Nir Rosen, a very smart reporter who I worked with, briefly, at Time (where he was one of the first to recognize the ascent of Muqtada al-Sadr), has a great piece of reporting from Afghanistan in Rolling Stone. A taste:
In the darkness, we roll into the village of Nughi. We no longer have cellphone reception; the Taliban shut down the phone towers after sunset, when they stop for the night, to prevent U.S. surveillance from pinpointing their position. It is the holiday of Shaab eh Barat, when Muslims believe God determines a person’s destiny for the coming year. Young boys from the village gather to swing balls of fire attached to wires. Like orange stars, hundreds of fiery circles glow far into the distance. The practice is haram — one of many traditions banned by the Taliban, who consider it forbidden under Islam. The fact that it is being tolerated is the first indication I have that the Taliban are not as doctrinaire as they were during their seven years of rule.
Shafiq maneuvers the car on the bumpy dirt road between mud houses. After a few stops in the village we are led to a house where a group of young Taliban fighters emerges. Several of them are carrying weapons. We greet the traditional way, each man placing his right hand on the other’s heart, leaning in but not fully embracing, inquiring about the other’s health and family. Ibrahim, who had promised to protect me on the trip, decides to go home, leaving Shafiq to guide me the rest of the way.
With the moon lighting our path, Shafiq and I follow the Taliban on foot to another house, entering through a low door into a guest room with a red carpet on the floor and wooden beams on the ceiling.
A dim bulb barely illuminates the room. A PKM belt-fed machine gun and a rocket-propelled grenade launcher lean against a wall, next to several rockets. We are joined by Mullah Yusuf, Ibrahim’s nephew, who serves as a senior commander in Andar.
Yusuf has dark reddish skin and a handsome face. He wears a black turban with thin gold stripes and carries an AK-47. A boy brings a pitcher and basin and we rinse our hands. We drink green tea and eat a soup of mushy bread called shurwa with our hands, followed by meat and grapes.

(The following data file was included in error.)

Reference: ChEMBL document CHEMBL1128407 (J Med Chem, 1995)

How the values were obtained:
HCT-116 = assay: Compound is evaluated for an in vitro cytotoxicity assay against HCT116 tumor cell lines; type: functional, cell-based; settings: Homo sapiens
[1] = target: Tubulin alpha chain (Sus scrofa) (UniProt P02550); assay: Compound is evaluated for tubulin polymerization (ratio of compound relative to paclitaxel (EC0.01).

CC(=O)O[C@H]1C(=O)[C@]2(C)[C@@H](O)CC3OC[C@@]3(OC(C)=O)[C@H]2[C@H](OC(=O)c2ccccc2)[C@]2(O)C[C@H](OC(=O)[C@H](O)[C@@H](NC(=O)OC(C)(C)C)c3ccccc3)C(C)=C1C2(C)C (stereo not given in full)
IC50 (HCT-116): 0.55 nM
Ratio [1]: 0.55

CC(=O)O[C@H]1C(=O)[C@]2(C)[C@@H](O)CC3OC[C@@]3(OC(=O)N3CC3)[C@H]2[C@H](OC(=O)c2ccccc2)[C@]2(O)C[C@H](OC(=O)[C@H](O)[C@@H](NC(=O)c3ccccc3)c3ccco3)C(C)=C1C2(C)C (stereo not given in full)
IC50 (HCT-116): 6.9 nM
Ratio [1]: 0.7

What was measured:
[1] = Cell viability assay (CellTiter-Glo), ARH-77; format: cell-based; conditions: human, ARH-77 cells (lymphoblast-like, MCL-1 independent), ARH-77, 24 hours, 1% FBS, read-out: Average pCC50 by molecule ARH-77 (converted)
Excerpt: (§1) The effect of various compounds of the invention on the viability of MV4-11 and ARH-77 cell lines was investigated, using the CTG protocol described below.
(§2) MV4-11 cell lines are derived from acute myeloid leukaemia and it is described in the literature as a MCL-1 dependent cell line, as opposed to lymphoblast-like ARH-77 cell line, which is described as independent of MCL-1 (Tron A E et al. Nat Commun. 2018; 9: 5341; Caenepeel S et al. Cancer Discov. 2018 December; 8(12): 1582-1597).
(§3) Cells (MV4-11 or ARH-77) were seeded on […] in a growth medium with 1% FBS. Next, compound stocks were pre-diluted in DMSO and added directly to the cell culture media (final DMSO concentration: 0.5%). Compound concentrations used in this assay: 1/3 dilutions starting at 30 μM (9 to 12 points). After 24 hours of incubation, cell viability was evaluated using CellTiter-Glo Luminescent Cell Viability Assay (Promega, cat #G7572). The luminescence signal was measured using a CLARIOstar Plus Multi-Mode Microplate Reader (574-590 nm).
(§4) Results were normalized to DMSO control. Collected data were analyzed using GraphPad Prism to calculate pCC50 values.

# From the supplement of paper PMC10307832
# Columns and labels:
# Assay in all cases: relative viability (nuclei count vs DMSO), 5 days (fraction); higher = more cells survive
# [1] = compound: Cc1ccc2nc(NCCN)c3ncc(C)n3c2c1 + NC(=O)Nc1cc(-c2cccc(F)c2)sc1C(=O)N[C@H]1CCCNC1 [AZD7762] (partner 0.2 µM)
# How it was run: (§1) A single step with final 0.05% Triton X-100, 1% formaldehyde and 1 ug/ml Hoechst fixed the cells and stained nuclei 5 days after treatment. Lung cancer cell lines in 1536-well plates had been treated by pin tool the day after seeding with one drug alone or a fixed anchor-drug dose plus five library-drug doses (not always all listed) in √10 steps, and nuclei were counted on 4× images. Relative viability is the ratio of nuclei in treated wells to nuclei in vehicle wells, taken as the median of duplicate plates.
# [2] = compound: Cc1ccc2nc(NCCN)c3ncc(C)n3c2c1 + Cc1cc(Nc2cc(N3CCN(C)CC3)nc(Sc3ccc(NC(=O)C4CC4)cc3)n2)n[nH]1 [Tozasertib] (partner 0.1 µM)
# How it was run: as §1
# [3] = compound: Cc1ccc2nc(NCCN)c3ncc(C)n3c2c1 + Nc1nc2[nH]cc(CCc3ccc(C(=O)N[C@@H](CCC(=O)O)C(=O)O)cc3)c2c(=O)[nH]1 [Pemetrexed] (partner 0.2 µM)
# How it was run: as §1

Yusuf became a commander last year, when the Americans killed his superior officer. He sleeps in a different house every night to avoid detection. Only 30 years old, he has big ears and an almost elfin air; the ringtone on his cellphone is a bells-and-cymbals version of The Sorcerer’s Apprentice theme. A year and a half ago, Yusuf was injured in his thigh by a U.S. helicopter strike, and now walks with a limp. He joined the Taliban in 2003 after studying at a religious school in North Waziristan, the border region of Pakistan where many Afghan refugees live. He seems less motivated by religious ideals than by defending his homeland: He took up jihad, he tells me, because foreigners have come to Afghanistan and are fighting Afghans and poor people.
“The Americans are not good,” he says. “They go into houses and put people in jail. Fifteen days ago the Americans bombed here and killed a civilian.”
The U.S. campaign in Afghanistan has not been helped by its rash of misguided bombings. This year, according to the United Nations, 1,445 Afghan civilians were killed by coalition forces through August — two-thirds of them in airstrikes. On July 6th, a bombing raid killed 47 members of a wedding party — including 39 women and children — near the village of Kacu. On August 22nd, more than 90 civilians — again mostly women and children — were killed in an airstrike in Azizabad.